The neural signature of emotional memories in serial crimes

Chassy, Philippe (2017) The neural signature of emotional memories in serial crimes. Medical Hypotheses, 108. pp. 31-34. ISSN 0306-9877

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Neural plasticity is the process whereby semantic information and emotional responses are stored in neural networks. It is hypothesized that the neural networks built over time to encode the sexual fantasies that motivate serial killers to act should display a unique, detectable activation pattern. The pathological neural watermark hypothesis posits that such networks comprise activation of brain sites that reflect four cognitive components: autobiographical memory, sexual arousal, aggression, and control over aggression. The neural sites performing these cognitive functions have been successfully identified by previous research. The key findings are reviewed to hypothesise the typical pattern of activity that serial killers should display. Through the integration of biological findings into one framework, the neural approach proposed in this paper is in stark contrast with the many theories accounting for serial killers that offer non-medical taxonomies. The pathological neural watermark hypothesis offers a new framework to understand and detect deviant individuals. The technical and legal issues are briefly discussed.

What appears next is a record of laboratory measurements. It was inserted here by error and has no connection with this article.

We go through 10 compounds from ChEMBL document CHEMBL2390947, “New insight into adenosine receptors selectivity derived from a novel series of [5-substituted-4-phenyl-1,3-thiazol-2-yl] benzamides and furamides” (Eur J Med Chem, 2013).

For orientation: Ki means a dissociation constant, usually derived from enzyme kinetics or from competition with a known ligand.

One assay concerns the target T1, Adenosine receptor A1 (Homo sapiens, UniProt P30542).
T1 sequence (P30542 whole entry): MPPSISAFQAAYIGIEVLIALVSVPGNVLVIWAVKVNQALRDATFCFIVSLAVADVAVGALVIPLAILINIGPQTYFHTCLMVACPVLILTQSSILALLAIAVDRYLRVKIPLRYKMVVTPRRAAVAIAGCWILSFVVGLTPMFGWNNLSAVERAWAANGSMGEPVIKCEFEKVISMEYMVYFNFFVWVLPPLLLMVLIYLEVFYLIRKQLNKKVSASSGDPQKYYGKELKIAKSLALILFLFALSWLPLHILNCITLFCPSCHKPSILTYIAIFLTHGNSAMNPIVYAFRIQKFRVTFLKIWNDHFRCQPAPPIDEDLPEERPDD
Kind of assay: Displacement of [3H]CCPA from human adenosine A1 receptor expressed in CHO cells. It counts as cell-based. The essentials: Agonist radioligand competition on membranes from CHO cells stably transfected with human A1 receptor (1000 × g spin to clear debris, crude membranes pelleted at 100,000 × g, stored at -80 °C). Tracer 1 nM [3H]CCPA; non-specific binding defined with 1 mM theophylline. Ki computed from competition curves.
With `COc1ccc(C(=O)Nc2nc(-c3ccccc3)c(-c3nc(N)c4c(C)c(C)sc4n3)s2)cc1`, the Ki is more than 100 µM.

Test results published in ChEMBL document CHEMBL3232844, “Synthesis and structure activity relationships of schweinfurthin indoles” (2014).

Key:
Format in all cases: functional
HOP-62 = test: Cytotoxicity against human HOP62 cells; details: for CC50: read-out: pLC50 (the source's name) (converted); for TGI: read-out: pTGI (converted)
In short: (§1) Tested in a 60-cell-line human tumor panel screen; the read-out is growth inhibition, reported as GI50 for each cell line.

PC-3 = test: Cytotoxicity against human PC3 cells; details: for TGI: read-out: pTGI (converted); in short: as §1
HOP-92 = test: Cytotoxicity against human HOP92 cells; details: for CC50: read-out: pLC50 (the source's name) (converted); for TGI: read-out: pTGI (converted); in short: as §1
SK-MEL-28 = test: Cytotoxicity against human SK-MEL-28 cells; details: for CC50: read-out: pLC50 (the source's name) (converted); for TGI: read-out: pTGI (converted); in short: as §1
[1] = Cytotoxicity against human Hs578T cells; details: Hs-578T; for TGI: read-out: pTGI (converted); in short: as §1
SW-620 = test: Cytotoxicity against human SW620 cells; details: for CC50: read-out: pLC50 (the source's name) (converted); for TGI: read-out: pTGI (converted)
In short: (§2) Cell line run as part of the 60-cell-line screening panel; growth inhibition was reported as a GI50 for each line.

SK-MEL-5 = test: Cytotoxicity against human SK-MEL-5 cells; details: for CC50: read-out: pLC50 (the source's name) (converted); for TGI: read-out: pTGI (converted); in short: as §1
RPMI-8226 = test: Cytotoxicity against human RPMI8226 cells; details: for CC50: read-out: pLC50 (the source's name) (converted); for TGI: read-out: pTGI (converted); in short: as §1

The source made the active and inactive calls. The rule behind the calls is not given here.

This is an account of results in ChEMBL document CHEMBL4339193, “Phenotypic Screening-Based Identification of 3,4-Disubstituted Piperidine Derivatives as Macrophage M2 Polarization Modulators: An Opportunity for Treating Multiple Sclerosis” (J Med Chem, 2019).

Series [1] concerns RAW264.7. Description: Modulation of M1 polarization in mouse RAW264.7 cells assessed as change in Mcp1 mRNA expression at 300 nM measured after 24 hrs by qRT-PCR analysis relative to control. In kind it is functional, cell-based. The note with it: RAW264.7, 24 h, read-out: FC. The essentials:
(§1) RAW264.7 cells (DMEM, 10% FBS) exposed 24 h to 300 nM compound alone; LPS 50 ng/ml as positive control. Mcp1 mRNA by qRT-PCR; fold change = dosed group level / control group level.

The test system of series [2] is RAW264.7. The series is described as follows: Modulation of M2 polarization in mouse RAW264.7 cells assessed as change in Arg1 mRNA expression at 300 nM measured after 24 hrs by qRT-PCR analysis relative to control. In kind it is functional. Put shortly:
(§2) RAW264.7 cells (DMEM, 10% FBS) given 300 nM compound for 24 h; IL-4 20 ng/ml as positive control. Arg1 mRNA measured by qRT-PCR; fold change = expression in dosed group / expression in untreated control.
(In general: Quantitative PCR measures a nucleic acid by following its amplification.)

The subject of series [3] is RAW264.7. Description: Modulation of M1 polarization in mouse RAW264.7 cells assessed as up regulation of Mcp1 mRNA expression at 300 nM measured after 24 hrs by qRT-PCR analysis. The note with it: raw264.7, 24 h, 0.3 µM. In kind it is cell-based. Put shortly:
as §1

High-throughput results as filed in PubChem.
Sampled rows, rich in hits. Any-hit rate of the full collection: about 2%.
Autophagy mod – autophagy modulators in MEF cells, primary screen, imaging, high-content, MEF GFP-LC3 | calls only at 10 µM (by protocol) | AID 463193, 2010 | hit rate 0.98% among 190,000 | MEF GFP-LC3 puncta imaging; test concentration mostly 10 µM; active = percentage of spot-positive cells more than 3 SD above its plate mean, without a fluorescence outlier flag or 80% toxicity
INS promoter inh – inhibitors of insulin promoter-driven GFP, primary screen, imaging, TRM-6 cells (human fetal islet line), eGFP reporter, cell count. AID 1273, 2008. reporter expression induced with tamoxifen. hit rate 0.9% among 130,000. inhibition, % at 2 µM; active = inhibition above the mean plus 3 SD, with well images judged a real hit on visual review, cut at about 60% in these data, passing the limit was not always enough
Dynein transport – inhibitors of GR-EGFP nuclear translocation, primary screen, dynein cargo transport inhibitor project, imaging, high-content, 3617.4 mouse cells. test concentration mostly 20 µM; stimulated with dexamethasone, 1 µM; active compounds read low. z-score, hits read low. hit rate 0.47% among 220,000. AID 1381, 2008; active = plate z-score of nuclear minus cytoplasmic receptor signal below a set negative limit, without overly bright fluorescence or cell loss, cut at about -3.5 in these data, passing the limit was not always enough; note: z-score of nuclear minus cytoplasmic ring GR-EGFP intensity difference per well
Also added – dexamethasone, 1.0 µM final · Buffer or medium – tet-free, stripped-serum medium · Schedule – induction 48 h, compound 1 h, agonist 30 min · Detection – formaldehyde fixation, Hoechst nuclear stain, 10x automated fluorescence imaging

Item Type: Article
Additional Information and Comments: NOTICE: this is the author’s version of a work that was accepted for publication in Medical Hypotheses. Changes resulting from the publishing process, such as peer review, editing, corrections, structural formatting, and other quality control mechanisms may not be reflected in this document. Changes may have been made to this work since it was submitted for publication. A definitive version was subsequently published in Medical Hypotheses, [Vol 108, October 2017] available at
Faculty / Department: Faculty of Science > Psychology
Depositing User: Philippe Chassy
Date Deposited: 05 Sep 2017 13:49
Last Modified: 29 Jun 2020 13:35

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